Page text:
Hours spent outside the sacred confines of the museum are nearly as pleasurable: still Kodak’s company town, Rochester proudly bears the architectural stamp of its last-century heyday, with block after block of Queen Anne and Craftsman homes on full display in the neighborhoods surrounding George Eastman’s palatial former residence. Taking in a view of the High Falls, complete with a fresh-off-the-line “Genny Cream” from the adjacent Genesee Brewery, is de rigueur; ditto a speedily-hoovered garbage plate at Dog Town (get it with fries), or turn on the dancefloor with the fashionable crowd (and old-fashioned cocktail prices) at anything-goes dive Lux Lounge. But imbimber, beware: watching Humphrey Bogart traverse a resort town underworld in Dead Reckoning (1947), through the bitter glare of a wicked hangover, hit a little too close to home for this pilgrim.

House 2

Whether that sinking Sunday morning feeling was born of my late-night beer-swilling, or our impending departure, I’ve yet to determine. Preservationists measure their work in frames, but their practice trades in borrowed time. Our jaunt, too, was regretfully brief: after forty eight straight hours of ceaseless pleasure, I was content to leave the Flour City on a silvertone cloud, treasuring our last screening like a long-awaited love letter. For high notes, there are worse films to end on than the William Wyler-directed pre-Code Counsellor at Law (1933), a lavish adaptation of Elmer Rice’s Yiddish-flecked code-switch melodrama, starring John Barrymore as an overworked Jewish lawyer so convincing you’d swear he was mishpucha. Watching George Simon, Esq. torturously weigh his demanding career against the respite of a Transatlantic cruise with his WASP-y new wife played like a too-pat metaphor for my own obligations, lingering just out-of-frame all weekend long.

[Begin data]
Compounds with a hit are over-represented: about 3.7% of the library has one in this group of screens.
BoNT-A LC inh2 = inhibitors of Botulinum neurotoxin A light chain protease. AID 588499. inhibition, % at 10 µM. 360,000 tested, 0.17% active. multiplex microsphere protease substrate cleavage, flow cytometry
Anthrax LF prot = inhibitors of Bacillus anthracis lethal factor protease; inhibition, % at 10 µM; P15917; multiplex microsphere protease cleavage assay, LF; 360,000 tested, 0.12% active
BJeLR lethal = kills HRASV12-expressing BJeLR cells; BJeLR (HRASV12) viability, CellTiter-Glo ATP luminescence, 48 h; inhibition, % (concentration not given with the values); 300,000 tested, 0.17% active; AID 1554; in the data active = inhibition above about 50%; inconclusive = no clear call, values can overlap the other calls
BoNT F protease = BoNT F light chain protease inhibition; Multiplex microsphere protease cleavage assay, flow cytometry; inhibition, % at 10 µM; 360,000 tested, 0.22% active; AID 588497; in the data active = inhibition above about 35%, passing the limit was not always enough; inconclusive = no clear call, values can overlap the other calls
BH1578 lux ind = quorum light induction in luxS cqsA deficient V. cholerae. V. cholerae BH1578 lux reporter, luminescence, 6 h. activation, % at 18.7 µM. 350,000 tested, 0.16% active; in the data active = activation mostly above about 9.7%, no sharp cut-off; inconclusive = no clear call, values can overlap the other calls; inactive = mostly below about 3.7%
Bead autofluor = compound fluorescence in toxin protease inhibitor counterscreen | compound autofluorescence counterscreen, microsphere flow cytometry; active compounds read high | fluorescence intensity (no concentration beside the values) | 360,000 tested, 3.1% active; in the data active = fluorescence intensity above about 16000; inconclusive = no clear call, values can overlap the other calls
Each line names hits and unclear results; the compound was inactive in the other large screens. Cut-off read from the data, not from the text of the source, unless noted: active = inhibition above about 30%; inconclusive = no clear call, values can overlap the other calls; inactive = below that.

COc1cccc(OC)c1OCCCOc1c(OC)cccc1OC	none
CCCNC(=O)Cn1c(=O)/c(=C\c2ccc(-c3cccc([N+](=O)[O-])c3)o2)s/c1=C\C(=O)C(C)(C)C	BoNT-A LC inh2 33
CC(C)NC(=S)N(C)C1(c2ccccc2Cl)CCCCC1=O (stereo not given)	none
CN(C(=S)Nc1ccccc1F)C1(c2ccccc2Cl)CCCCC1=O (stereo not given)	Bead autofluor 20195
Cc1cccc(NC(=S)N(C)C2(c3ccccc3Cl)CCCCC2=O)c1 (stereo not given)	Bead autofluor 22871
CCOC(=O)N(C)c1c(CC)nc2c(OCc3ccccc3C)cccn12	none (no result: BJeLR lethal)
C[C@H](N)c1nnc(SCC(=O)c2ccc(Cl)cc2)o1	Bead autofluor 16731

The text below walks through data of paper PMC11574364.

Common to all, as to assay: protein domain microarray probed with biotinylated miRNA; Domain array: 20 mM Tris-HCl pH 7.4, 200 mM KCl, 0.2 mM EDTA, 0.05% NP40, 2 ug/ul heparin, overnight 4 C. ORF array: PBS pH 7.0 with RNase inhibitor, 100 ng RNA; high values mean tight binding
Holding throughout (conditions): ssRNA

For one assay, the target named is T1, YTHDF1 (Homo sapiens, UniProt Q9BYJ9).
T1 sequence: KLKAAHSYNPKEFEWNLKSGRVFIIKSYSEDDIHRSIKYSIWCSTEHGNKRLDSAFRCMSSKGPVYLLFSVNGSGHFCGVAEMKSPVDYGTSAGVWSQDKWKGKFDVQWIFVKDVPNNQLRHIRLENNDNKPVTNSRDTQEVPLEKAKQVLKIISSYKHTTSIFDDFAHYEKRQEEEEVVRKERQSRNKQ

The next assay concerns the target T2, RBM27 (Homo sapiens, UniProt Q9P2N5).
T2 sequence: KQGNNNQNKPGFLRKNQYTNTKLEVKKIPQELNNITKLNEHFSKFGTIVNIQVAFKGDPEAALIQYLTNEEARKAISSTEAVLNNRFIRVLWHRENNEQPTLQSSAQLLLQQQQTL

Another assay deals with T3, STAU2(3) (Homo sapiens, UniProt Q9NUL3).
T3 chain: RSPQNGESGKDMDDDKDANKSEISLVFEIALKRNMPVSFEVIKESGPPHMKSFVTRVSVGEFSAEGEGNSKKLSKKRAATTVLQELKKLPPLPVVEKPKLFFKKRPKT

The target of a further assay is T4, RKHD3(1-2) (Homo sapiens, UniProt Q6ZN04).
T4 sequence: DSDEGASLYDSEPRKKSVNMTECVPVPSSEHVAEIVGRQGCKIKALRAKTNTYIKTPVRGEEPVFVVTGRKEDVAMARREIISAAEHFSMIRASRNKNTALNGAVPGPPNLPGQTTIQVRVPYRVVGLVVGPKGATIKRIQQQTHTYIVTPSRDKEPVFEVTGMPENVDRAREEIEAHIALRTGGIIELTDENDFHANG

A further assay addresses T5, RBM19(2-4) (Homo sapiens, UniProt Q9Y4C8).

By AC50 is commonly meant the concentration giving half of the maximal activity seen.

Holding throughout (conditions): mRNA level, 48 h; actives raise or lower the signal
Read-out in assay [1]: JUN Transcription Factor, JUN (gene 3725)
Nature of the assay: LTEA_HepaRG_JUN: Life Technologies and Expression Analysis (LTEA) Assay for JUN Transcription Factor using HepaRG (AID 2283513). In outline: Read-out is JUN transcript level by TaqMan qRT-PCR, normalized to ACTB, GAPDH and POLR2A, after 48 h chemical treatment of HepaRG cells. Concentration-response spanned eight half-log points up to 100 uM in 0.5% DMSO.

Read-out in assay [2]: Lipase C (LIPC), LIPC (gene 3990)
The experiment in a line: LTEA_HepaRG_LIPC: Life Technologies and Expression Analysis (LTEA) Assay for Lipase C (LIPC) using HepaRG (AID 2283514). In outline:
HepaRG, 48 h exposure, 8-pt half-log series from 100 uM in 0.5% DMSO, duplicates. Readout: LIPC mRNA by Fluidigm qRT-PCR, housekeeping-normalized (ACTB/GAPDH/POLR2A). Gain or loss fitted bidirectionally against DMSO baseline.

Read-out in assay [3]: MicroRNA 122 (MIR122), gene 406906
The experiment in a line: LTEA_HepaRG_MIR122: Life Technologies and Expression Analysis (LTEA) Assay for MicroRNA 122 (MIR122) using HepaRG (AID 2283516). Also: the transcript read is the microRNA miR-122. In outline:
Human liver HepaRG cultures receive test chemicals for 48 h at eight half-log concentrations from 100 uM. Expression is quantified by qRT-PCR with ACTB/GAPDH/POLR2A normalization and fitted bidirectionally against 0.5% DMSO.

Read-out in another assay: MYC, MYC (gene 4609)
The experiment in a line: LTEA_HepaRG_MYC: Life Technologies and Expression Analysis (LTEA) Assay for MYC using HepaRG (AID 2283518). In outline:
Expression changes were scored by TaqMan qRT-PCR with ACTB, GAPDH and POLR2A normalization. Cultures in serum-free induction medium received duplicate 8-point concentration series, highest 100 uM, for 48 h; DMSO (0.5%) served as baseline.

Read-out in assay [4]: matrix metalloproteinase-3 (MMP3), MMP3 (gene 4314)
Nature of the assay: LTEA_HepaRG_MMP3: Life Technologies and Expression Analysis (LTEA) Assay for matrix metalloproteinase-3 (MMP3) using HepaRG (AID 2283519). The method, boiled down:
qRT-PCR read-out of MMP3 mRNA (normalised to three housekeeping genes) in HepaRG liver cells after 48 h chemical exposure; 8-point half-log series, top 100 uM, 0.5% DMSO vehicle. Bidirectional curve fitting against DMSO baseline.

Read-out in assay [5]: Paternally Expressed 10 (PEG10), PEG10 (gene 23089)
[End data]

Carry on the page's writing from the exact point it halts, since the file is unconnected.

Coffee ShopThe re-animated corpse of Screen Slate's founder (L) and two companions.

Though we arrived in time for Friday evening’s revelatory shorts program, day jobs, significant others, and a shared aversion to nighttime driving meant skipping out on the mysterious final screening. A signature feature of the festival, “Blind Date with Nitrate” reserves a whiff of that erstwhile line-up anticipation until the absolute last possible moment: 3:30 pm on Sunday afternoon, or thereabouts, when us weary city folk were planning out routes and weighing dinner options in Scranton or Syracuse. Our merry band was trading bittersweet goodbyes in the parking lot when word got out that the 5th Annual Nitrate Picture Show would end, not with a whimper, but a Technicolor bang: Powell and Pressburger’s edenic Gone to Earth (1950), on what promised to be a very fine print, indeed.

What could we do but try, in vain, to stall our exodus, if only for a few stolen moments? Idling in the back of the Dryden, I watched (through a veil of tears!) as some 500 souls – academics, archivists, and workaday enthusiasts – erupted in a wave of cheering and applause. We stayed through the opening credits, our fixed gaze flying with our seated betters’ across verdant moors, eagerly awaiting a glimpse of star Jennifer Jones as she stood – like Diana before the hunt – against a dappled backdrop of brilliant azure. Then we left, abandoning this hallowed Temple of the Seventh Art for the cheerless metropolis where we make our beds (and bread). There was nothing to do now but try and cling to the memory of Natalie Kalmus’s riotous palettes, of bottomless, inky blacks and the diamond shimmer of glycerine tears, hopeful that the dimming memory of this year’s Nitrate Picture Show would sustain us until our inevitable return.

Geh

All photos by our correspondent shot on a Kodak FunSaver 35mm camera.